Paul Lay

History on television is long overdue a radical rethink.

The relentless scramble for dubious parallels reveals worrying levels of historical illiteracy.

The events of 2016 may seem bleak, but the study of history offers some context for those who believe we are living through the worst of times. 

A more nuanced conversation among historians of multiple perspectives might have improved the level of debate.

The great French statesman had a robust view of Britain's place in Europe.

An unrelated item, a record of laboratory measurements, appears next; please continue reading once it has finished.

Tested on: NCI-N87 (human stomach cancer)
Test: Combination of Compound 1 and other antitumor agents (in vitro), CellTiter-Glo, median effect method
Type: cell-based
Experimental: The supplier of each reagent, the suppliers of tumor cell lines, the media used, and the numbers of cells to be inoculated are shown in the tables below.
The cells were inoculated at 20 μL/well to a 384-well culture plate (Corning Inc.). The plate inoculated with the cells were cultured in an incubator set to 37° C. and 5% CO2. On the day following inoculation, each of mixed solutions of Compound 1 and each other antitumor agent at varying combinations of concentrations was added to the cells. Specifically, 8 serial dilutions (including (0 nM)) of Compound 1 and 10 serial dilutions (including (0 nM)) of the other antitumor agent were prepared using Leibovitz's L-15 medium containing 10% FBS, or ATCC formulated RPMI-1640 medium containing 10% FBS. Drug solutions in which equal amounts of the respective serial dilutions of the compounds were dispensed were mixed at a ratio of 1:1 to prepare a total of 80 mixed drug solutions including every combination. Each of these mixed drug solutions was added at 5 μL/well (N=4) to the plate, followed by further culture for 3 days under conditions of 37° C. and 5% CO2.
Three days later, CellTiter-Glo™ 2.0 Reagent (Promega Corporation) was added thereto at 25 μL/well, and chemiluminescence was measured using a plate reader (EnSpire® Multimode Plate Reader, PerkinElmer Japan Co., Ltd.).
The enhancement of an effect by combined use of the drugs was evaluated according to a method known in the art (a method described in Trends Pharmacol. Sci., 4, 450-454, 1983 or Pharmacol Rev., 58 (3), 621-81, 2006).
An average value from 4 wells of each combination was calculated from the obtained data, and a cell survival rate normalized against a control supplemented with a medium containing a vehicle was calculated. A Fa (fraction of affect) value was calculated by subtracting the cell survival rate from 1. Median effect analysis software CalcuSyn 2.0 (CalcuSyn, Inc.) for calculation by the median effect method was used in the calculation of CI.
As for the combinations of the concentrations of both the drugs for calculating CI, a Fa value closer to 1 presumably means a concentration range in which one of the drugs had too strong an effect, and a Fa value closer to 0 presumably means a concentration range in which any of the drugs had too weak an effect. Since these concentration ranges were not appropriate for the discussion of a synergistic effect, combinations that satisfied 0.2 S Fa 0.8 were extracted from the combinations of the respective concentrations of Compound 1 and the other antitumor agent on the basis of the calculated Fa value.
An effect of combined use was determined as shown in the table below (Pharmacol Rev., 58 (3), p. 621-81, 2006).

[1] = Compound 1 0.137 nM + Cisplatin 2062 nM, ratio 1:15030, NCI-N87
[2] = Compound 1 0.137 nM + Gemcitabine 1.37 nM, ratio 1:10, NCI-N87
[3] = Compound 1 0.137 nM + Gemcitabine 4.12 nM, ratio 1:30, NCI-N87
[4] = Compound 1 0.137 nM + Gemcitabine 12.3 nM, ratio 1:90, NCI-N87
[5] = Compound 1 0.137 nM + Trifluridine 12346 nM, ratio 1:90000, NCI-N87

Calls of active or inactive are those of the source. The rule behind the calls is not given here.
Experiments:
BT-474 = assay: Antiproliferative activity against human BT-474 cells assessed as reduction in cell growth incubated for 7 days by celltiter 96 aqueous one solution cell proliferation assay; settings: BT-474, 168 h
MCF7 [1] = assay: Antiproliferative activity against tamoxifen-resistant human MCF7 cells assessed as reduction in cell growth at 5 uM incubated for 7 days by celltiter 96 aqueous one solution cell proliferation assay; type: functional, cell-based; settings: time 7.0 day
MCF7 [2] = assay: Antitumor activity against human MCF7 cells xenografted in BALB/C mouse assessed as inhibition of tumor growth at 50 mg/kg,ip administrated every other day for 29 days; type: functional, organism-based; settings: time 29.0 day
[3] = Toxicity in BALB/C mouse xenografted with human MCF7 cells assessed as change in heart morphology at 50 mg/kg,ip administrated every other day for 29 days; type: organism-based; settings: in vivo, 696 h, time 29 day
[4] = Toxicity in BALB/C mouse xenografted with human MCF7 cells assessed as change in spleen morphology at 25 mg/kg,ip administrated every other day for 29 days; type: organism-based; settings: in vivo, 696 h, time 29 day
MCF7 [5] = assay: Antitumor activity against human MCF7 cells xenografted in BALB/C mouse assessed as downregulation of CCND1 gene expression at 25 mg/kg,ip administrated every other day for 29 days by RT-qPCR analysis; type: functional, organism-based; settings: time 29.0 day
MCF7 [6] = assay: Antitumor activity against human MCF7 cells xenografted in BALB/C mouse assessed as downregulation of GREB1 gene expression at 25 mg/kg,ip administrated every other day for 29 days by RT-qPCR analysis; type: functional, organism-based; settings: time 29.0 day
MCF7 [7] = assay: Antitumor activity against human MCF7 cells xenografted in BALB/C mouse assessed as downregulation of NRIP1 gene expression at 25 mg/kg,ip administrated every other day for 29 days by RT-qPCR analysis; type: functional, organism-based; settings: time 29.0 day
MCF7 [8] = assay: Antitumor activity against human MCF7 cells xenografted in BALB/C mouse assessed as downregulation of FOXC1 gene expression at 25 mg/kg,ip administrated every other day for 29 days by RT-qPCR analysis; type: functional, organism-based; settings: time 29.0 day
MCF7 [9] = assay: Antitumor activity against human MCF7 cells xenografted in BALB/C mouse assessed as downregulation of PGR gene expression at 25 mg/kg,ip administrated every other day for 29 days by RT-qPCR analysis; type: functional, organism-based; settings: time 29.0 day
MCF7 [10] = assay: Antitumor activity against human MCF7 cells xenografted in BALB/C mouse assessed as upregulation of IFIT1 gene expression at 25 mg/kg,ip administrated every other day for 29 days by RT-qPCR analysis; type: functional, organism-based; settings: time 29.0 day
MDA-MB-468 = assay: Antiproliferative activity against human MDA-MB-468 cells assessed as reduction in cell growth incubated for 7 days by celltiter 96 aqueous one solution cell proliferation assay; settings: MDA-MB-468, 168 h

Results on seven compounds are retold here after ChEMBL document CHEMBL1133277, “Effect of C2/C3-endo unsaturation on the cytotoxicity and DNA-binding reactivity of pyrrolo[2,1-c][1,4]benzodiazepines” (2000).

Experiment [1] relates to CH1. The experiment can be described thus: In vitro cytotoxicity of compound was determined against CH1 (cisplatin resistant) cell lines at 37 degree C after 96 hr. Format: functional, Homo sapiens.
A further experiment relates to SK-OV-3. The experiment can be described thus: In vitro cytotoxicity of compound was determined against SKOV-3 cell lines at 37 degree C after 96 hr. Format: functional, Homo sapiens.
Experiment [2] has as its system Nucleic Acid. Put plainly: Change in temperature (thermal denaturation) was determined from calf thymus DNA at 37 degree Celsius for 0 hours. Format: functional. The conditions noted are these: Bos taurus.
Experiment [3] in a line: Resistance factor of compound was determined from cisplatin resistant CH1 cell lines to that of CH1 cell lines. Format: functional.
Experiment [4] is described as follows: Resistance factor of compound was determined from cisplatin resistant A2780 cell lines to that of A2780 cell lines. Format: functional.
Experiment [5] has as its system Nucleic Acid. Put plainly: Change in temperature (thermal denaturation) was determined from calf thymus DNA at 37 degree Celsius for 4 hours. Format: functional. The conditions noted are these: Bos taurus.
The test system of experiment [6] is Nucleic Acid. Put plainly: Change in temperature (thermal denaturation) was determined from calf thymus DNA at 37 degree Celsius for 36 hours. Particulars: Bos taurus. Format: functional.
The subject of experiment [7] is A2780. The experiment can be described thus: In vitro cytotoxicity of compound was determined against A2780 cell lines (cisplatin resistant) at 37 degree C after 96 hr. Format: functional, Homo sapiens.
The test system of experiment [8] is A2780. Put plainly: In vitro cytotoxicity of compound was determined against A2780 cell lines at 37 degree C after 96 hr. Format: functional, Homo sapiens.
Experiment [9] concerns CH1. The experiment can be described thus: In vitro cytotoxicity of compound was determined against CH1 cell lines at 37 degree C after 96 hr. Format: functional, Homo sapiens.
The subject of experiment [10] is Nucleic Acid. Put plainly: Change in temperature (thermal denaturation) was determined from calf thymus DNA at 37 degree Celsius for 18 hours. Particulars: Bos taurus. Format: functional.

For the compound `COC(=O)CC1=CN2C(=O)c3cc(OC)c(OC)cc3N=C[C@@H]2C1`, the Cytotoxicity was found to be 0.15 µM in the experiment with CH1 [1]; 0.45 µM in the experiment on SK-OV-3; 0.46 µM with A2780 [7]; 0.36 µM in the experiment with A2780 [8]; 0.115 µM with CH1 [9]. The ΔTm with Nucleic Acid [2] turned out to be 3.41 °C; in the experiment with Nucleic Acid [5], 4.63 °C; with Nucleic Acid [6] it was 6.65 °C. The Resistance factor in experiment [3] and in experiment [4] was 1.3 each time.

It is crucial that historians maintain their fundamental maxim: ‘It is a bit more complicated than that.’

Paul Lay remembers the social historian and History Today contributor, who died this week.

Buoyed by being on the right side of history in the Second World War, Britain tends to be neglectful of its own 20th-century excesses.

Why did the French Revolution happen in France and not comparable countries such as Britain or Spain?

Seven titles have made the shortlist for our annual book prize.